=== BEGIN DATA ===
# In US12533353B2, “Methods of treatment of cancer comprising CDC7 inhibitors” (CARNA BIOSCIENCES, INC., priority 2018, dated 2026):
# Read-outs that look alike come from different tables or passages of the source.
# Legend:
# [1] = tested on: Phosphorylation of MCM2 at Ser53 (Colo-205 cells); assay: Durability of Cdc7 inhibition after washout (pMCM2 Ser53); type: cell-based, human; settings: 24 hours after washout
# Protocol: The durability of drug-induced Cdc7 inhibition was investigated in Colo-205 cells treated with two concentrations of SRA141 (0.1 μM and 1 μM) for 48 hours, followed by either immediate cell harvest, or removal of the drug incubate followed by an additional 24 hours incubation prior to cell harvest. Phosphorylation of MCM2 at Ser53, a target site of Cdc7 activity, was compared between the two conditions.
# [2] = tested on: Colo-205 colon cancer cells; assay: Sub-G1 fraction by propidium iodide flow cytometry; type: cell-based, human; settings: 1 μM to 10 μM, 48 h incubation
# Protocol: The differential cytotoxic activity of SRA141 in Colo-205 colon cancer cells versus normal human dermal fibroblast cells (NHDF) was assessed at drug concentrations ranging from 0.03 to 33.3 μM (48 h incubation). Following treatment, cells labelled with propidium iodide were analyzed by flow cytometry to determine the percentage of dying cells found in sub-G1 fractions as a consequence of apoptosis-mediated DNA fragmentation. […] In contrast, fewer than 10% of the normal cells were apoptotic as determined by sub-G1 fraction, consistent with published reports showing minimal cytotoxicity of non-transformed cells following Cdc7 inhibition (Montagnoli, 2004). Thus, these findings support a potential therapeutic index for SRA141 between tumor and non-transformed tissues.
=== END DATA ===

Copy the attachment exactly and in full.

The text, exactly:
# In US12533353B2, “Methods of treatment of cancer comprising CDC7 inhibitors” (CARNA BIOSCIENCES, INC., priority 2018, dated 2026):
# Read-outs that look alike come from different tables or passages of the source.
# Legend:
# [1] = tested on: Phosphorylation of MCM2 at Ser53 (Colo-205 cells); assay: Durability of Cdc7 inhibition after washout (pMCM2 Ser53); type: cell-based, human; settings: 24 hours after washout
# Protocol: The durability of drug-induced Cdc7 inhibition was investigated in Colo-205 cells treated with two concentrations of SRA141 (0.1 μM and 1 μM) for 48 hours, followed by either immediate cell harvest, or removal of the drug incubate followed by an additional 24 hours incubation prior to cell harvest. Phosphorylation of MCM2 at Ser53, a target site of Cdc7 activity, was compared between the two conditions.
# [2] = tested on: Colo-205 colon cancer cells; assay: Sub-G1 fraction by propidium iodide flow cytometry; type: cell-based, human; settings: 1 μM to 10 μM, 48 h incubation
# Protocol: The differential cytotoxic activity of SRA141 in Colo-205 colon cancer cells versus normal human dermal fibroblast cells (NHDF) was assessed at drug concentrations ranging from 0.03 to 33.3 μM (48 h incubation). Following treatment, cells labelled with propidium iodide were analyzed by flow cytometry to determine the percentage of dying cells found in sub-G1 fractions as a consequence of apoptosis-mediated DNA fragmentation. […] In contrast, fewer than 10% of the normal cells were apoptotic as determined by sub-G1 fraction, consistent with published reports showing minimal cytotoxicity of non-transformed cells following Cdc7 inhibition (Montagnoli, 2004). Thus, these findings support a potential therapeutic index for SRA141 between tumor and non-transformed tissues.